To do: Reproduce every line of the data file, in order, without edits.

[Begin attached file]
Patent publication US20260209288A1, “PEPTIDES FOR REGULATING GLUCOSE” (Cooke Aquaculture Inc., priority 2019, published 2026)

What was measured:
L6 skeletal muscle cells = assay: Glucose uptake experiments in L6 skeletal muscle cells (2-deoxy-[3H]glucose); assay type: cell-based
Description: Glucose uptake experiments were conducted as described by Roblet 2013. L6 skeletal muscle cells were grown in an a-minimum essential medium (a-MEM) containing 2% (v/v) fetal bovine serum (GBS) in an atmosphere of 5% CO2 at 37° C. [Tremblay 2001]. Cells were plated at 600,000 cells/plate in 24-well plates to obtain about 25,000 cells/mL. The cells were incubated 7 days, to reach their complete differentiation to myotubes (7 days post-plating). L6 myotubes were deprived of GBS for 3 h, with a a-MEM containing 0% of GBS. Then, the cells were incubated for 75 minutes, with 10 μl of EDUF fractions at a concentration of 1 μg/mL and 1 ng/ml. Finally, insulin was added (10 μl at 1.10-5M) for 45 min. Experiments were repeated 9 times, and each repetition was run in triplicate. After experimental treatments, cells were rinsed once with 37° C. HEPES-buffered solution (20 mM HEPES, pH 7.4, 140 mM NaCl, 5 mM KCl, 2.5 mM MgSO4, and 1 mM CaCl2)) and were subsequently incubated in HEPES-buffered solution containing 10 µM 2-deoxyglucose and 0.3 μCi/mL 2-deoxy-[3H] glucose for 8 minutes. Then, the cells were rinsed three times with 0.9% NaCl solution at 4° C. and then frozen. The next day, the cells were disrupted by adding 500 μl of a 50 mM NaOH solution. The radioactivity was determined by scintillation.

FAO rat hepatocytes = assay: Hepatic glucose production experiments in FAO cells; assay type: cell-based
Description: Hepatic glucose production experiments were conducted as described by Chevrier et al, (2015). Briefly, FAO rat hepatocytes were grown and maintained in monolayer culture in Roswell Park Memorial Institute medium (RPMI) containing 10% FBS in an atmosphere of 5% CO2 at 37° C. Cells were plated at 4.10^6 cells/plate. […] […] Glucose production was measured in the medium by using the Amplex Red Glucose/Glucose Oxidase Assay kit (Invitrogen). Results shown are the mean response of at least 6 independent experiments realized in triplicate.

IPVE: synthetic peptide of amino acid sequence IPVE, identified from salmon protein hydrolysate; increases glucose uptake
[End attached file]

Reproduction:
Patent publication US20260209288A1, “PEPTIDES FOR REGULATING GLUCOSE” (Cooke Aquaculture Inc., priority 2019, published 2026)

What was measured:
L6 skeletal muscle cells = assay: Glucose uptake experiments in L6 skeletal muscle cells (2-deoxy-[3H]glucose); assay type: cell-based
Description: Glucose uptake experiments were conducted as described by Roblet 2013. L6 skeletal muscle cells were grown in an a-minimum essential medium (a-MEM) containing 2% (v/v) fetal bovine serum (GBS) in an atmosphere of 5% CO2 at 37° C. [Tremblay 2001]. Cells were plated at 600,000 cells/plate in 24-well plates to obtain about 25,000 cells/mL. The cells were incubated 7 days, to reach their complete differentiation to myotubes (7 days post-plating). L6 myotubes were deprived of GBS for 3 h, with a a-MEM containing 0% of GBS. Then, the cells were incubated for 75 minutes, with 10 μl of EDUF fractions at a concentration of 1 μg/mL and 1 ng/ml. Finally, insulin was added (10 μl at 1.10-5M) for 45 min. Experiments were repeated 9 times, and each repetition was run in triplicate. After experimental treatments, cells were rinsed once with 37° C. HEPES-buffered solution (20 mM HEPES, pH 7.4, 140 mM NaCl, 5 mM KCl, 2.5 mM MgSO4, and 1 mM CaCl2)) and were subsequently incubated in HEPES-buffered solution containing 10 µM 2-deoxyglucose and 0.3 μCi/mL 2-deoxy-[3H] glucose for 8 minutes. Then, the cells were rinsed three times with 0.9% NaCl solution at 4° C. and then frozen. The next day, the cells were disrupted by adding 500 μl of a 50 mM NaOH solution. The radioactivity was determined by scintillation.

FAO rat hepatocytes = assay: Hepatic glucose production experiments in FAO cells; assay type: cell-based
Description: Hepatic glucose production experiments were conducted as described by Chevrier et al, (2015). Briefly, FAO rat hepatocytes were grown and maintained in monolayer culture in Roswell Park Memorial Institute medium (RPMI) containing 10% FBS in an atmosphere of 5% CO2 at 37° C. Cells were plated at 4.10^6 cells/plate. […] […] Glucose production was measured in the medium by using the Amplex Red Glucose/Glucose Oxidase Assay kit (Invitrogen). Results shown are the mean response of at least 6 independent experiments realized in triplicate.

IPVE: synthetic peptide of amino acid sequence IPVE, identified from salmon protein hydrolysate; increases glucose uptake